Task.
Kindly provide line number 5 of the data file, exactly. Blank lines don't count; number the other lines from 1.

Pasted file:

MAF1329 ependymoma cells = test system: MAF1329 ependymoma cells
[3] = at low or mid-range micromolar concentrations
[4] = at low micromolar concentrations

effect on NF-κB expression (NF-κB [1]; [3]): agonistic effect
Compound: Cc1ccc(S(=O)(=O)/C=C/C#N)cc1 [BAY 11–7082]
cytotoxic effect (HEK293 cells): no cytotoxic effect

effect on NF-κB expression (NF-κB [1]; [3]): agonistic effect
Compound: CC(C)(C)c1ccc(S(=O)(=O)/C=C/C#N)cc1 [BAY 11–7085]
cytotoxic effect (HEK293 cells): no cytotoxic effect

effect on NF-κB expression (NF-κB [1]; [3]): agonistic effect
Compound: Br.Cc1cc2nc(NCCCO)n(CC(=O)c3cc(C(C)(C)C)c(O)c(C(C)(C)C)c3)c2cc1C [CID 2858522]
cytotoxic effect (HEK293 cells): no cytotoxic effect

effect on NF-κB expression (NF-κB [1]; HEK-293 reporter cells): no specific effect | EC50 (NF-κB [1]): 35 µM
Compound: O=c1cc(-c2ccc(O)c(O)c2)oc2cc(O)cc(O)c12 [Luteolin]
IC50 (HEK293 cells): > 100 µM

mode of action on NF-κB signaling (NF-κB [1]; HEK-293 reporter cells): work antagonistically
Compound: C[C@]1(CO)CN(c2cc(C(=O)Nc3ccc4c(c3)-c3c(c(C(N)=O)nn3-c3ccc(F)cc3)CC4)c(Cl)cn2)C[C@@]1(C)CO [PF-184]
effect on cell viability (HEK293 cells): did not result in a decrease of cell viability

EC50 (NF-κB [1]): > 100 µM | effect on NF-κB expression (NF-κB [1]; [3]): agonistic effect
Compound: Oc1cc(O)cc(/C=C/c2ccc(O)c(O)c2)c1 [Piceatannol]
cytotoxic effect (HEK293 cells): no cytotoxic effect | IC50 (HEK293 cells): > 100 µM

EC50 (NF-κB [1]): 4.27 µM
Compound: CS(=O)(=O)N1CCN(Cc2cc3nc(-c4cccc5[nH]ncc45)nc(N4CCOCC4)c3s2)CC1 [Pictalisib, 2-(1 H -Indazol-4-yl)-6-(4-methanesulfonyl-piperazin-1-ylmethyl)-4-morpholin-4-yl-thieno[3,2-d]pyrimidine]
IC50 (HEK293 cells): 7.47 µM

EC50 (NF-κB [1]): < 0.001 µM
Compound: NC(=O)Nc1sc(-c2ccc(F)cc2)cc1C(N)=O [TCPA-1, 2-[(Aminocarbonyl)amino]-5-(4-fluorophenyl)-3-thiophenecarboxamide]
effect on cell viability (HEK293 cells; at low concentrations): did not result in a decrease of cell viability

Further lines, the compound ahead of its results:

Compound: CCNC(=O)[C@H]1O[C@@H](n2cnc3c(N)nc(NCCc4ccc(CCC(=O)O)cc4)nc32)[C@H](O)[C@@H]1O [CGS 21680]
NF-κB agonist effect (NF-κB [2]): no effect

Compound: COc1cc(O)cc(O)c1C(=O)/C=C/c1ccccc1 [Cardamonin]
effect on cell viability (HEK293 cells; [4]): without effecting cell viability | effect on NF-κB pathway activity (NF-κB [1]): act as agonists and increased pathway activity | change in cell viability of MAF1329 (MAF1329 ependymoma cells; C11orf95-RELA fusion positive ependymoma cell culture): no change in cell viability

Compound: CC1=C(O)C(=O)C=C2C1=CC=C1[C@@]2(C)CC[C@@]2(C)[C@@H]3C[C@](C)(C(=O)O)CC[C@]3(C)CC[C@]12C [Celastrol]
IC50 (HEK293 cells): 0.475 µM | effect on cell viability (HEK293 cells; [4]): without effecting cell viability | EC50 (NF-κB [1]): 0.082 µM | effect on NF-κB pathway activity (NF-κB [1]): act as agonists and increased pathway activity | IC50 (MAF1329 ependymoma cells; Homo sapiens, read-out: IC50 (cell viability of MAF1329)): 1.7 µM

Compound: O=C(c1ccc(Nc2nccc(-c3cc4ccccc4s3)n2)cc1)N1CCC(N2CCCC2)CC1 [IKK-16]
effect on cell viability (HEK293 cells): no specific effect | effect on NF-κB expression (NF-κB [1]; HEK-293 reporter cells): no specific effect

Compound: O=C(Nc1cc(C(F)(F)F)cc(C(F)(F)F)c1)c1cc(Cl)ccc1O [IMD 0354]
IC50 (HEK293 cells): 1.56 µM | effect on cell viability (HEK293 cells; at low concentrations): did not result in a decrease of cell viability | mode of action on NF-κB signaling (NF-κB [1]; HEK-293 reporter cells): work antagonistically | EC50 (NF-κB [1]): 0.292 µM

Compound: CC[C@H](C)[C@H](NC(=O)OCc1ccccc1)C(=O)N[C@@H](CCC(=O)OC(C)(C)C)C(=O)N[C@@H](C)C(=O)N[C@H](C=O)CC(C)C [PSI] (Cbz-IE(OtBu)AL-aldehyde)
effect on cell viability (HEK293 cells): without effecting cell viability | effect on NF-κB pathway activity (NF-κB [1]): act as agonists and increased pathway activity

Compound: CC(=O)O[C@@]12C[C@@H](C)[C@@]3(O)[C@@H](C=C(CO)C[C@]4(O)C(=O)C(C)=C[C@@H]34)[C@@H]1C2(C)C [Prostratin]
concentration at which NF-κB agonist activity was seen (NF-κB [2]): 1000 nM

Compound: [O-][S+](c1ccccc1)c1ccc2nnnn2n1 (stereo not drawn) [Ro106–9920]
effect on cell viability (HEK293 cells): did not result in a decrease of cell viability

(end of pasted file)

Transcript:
Compound: Cc1ccc(S(=O)(=O)/C=C/C#N)cc1 [BAY 11–7082]